New players in the high-speed broadband market will boost connections in the UK by 70 percent over the next five years, according to new research.
IHS has forecast that connection numbers will grow from around nine million at the end of 2015 to more than 15.5 million by the end of 2020.
Analyst Fiona Vanier said: “While BT is working on expanding superfast services using VDSL (FTTC) and G.Fast, alternative operators have entered the market using FTTP to increase their coverage.”
She cited CityFibre and Gigaclear, in particular, with the former described as “a viable alternative” to Openreach.
CityFibre, which has 36 networks across the UK, this morning signed a deal with Updata Infrastructure, part of Capita IT Enterprise Services, that sees Updata offer CityFibre’s infrastructure to its customers.
It is working with a number of other providers, notably Sky and TalkTalk in York, and acquired network assets from Kcom last December.
The news comes just a few weeks after the UK regulator decided against splitting up BT and Openreach, at least in the short term.
Instead, it called for Openreach to open its broadband network to competitors and take future decisions about budget and strategy in consultation with them.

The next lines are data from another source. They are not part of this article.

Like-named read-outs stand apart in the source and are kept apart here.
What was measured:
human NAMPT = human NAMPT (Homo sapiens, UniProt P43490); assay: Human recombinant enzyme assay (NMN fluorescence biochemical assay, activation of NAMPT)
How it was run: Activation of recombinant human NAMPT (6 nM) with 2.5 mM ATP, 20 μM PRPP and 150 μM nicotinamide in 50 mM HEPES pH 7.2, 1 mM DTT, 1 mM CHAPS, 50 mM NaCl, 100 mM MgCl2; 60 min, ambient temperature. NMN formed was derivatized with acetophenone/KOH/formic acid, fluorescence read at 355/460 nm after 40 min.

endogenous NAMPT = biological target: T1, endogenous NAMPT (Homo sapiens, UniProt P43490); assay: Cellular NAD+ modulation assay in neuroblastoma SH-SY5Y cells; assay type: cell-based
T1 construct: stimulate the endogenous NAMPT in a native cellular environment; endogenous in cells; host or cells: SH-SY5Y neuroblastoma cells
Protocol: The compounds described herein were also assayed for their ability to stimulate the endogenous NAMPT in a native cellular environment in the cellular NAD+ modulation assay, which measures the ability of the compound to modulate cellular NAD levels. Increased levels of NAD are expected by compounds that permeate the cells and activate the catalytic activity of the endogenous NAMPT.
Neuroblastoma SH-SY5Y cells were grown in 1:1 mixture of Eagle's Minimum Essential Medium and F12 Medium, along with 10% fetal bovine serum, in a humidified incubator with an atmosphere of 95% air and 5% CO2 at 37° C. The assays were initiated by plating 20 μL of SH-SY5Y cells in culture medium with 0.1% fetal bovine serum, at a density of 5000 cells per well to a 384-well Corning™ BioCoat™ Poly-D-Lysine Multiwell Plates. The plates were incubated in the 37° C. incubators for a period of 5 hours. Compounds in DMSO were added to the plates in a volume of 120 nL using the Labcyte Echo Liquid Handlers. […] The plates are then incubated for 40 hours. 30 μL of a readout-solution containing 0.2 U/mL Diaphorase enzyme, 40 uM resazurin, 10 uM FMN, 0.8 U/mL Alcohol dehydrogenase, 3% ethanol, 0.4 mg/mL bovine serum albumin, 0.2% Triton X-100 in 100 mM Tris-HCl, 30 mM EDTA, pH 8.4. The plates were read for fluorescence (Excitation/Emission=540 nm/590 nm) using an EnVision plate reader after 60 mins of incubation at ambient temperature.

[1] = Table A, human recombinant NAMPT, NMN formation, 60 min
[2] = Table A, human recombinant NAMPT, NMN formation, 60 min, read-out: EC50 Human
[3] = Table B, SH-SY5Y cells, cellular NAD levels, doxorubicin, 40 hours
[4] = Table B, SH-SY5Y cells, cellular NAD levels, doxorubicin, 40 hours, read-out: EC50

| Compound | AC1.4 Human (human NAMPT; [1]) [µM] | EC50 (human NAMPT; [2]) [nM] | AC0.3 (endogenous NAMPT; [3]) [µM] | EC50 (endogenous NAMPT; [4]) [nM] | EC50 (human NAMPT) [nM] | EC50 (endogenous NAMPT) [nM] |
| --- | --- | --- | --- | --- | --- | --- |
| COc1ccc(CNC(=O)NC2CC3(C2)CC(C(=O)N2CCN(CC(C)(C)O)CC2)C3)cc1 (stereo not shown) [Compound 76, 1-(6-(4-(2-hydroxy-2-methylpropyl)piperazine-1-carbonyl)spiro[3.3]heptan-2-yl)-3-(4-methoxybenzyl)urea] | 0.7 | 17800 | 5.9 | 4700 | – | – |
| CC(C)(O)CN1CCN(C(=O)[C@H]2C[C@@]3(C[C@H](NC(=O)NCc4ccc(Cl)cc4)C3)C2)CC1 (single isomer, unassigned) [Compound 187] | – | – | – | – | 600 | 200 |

As competitors queued to up to lambast the incumbent for its approach to date, Mark Shurmer, Group Director of Regulatory Affairs at BT, said he was “frustrated” that people portray BT as being against FTTH.
“Nothing could be further from the truth,” he said.
BT maintains that the UK ranks well against other European markets for broadband access, performance and market competitiveness.
Around 5.5 million homes and businesses are connected to its FTTx broadband network.
The UK again failed to make the FTTH Council Europe’s annual ranking, however.
The industry body lists those countries in which the number of FTTH subscribers equals at least one percent of households passed.
Just 26,000 subscribers signed up for FTTH services in the first nine months of 2015.